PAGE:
For many years, people who performed hypnotism as entertainment called themselves “stage hypnotists.” Then, there was a movement toward the term “comedy hypnotist.” It was part of an effort to re-brand the art form from the old vaudeville days–when hypnosis was portrayed more as a mystical event, mysterious and even spooky–to a more modern experience of light-hearted hilarity. Both terms are still in use today, but as a college hypnotist I find myself wishing for a new term.
You might think, “Well, Paul, you’re using it already. You just referred to yourself as a “college hypnotist.” The catch there is that while I work mostly in the college market, I’m not just a college hypnotist. I do shows for high schools and corporate events, too. What’s wrong with using “comedy hypnotist?” Nothing, exactly. But here’s the thing…
In the college market, comedy has become tricky. It’s not just about whether or not the comedy makes you laugh or not anymore, but now there’s also more scrutiny than ever about whether or not the laughter is coming from an appropriate joke or not. At the broader level, I can appreciate this. I think it’s good to be discerning about what we consume and what we support as consumers. I want everyone at my shows to feel valued and supported. I want my show to make people feel great.
I don’t actively refer to myself as a college hypnotist. I don’t usually call myself a comedy hypnotist, either, and especially now I don’t think I want to use that term. Comedy in the college market is sort of a mine field these days. My difficulty, now, is in knowing how to plan for the wide variety of viewpoints and reactions that can occur from a single moment of comedy. It’s no longer as simple as some people laugh and some people don’t. Now some people laugh, some people don’t, some people get mad, and some people get mad and post about it on social media.
The biggest challenge of using hypnosis for entertainment is that, contrary to what some people think, you cannot completely control the hypnotized people on stage. You do not bend them to your will and make them do whatever you want. This means that at some point during a show, they may do something that offends other people, and those offended people may blame you because they think somehow you made it happen. There’s not much I can do about that, so I don’t spend a lot of time worrying about it.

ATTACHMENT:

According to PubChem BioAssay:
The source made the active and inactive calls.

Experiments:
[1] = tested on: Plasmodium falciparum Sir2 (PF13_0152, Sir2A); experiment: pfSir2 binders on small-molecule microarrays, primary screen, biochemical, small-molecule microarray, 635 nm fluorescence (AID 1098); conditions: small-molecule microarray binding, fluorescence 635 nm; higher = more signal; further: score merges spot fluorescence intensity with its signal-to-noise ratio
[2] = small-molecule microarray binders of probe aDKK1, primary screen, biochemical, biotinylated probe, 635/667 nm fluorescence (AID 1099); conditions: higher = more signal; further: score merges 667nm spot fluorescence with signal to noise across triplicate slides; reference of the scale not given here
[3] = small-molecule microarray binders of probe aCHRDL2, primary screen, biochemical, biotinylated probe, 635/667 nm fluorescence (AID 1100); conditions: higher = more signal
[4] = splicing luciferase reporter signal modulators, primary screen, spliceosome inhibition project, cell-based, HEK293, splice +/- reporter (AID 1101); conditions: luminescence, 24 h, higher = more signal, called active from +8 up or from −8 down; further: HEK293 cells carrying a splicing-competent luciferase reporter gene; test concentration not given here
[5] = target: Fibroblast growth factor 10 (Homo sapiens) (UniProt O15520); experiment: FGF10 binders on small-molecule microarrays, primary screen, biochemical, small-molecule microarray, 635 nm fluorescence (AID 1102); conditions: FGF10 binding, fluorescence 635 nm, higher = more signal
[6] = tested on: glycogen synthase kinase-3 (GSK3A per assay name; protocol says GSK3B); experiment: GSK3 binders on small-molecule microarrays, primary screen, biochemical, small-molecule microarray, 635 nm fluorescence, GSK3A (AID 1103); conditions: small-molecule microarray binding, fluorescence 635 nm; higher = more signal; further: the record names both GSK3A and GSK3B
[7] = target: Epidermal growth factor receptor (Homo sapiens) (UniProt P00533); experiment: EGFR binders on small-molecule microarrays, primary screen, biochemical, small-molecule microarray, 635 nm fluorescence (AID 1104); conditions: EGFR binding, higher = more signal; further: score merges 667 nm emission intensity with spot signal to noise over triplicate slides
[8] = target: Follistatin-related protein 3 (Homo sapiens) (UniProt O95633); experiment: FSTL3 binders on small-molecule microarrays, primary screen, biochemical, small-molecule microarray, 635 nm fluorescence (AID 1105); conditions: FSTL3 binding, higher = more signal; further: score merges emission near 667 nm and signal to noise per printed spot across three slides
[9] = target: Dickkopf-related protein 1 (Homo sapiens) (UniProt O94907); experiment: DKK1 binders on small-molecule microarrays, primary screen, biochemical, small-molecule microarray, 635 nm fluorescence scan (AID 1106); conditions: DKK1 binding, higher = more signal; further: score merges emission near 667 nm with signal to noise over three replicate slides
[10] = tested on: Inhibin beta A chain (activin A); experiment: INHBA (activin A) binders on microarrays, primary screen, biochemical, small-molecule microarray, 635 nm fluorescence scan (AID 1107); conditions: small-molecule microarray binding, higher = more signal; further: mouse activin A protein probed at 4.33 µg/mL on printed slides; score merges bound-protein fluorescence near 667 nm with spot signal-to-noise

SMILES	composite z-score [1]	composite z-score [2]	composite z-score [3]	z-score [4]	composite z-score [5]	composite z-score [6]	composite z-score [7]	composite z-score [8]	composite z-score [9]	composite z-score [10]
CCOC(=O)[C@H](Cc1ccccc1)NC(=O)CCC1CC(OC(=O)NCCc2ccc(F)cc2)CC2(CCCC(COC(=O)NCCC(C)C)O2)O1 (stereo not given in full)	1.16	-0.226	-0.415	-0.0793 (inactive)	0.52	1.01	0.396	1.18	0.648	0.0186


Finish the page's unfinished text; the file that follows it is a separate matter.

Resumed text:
What gets more of my attention is the idea that I might plan for a scenario that I think is funny, and in facilitating that scenario I might create a moment that offends somebody in the audience. Sometimes performing hypnotists purposefully create moments of drama or conflict on stage in order to get a funny reaction or response from the hypnotized subjects. It’s a reasonable part of the creative process. I may continue to do this in my own shows. I just want to be thoughtful about how I do it.
But even better, what I’d like to do more and more is to focus less on trying to make my show funny, and instead focus on making it fun. Here’s why.
All throughout my life, when I have tried to be funny, there have been points where being funny came at the expense of someone else or made somebody feel uncomfortable. But never in my life have I tried to help somebody have fun and ended up hurting their feelings. Maybe they didn’t have fun. Maybe they were bored or just sort of “meh” about it, but I’ve never, ever had somebody get upset when I made a genuine effort to help them have fun.
So I’m slowly and consistently working my show in that direction. I’m creating moments based on how it could give the person on stage a fun experience, or how it would be fun for the audience to watch the people on stage have a novel experience. Either way, fun is at the cornerstone of the show experience.
Will funny things still happen? Of course! But I think that the funny moments will come organically from the fun that the people on stage are having, not from me provoking them somehow. As a college hypnotist I want to do the best job I can for my college audiences, and focusing on fun feels like the right way to do that. It’s easy to feel good about helping people have fun.
I’m still not sure what I’m going to call myself. “Fun hypnotist” doesn’t exactly roll off the tongue. I’ll keep thinking about it.